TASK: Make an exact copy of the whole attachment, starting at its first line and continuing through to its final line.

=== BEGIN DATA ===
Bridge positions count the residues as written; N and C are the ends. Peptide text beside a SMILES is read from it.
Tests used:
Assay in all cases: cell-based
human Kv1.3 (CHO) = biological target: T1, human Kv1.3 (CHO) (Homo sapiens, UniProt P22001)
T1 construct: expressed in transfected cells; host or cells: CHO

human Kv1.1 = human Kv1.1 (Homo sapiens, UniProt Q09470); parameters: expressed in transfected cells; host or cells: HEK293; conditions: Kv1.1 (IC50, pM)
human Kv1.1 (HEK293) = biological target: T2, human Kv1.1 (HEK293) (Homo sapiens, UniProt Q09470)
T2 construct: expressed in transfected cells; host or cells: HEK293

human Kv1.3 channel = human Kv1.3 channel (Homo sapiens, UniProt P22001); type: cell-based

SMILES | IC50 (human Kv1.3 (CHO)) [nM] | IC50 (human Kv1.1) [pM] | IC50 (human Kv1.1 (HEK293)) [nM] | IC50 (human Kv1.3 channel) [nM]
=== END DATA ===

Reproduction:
Bridge positions count the residues as written; N and C are the ends. Peptide text beside a SMILES is read from it.
Tests used:
Assay in all cases: cell-based
human Kv1.3 (CHO) = biological target: T1, human Kv1.3 (CHO) (Homo sapiens, UniProt P22001)
T1 construct: expressed in transfected cells; host or cells: CHO

human Kv1.1 = human Kv1.1 (Homo sapiens, UniProt Q09470); parameters: expressed in transfected cells; host or cells: HEK293; conditions: Kv1.1 (IC50, pM)
human Kv1.1 (HEK293) = biological target: T2, human Kv1.1 (HEK293) (Homo sapiens, UniProt Q09470)
T2 construct: expressed in transfected cells; host or cells: HEK293

human Kv1.3 channel = human Kv1.3 channel (Homo sapiens, UniProt P22001); type: cell-based

SMILES | IC50 (human Kv1.3 (CHO)) [nM] | IC50 (human Kv1.1) [pM] | IC50 (human Kv1.1 (HEK293)) [nM] | IC50 (human Kv1.3 channel) [nM]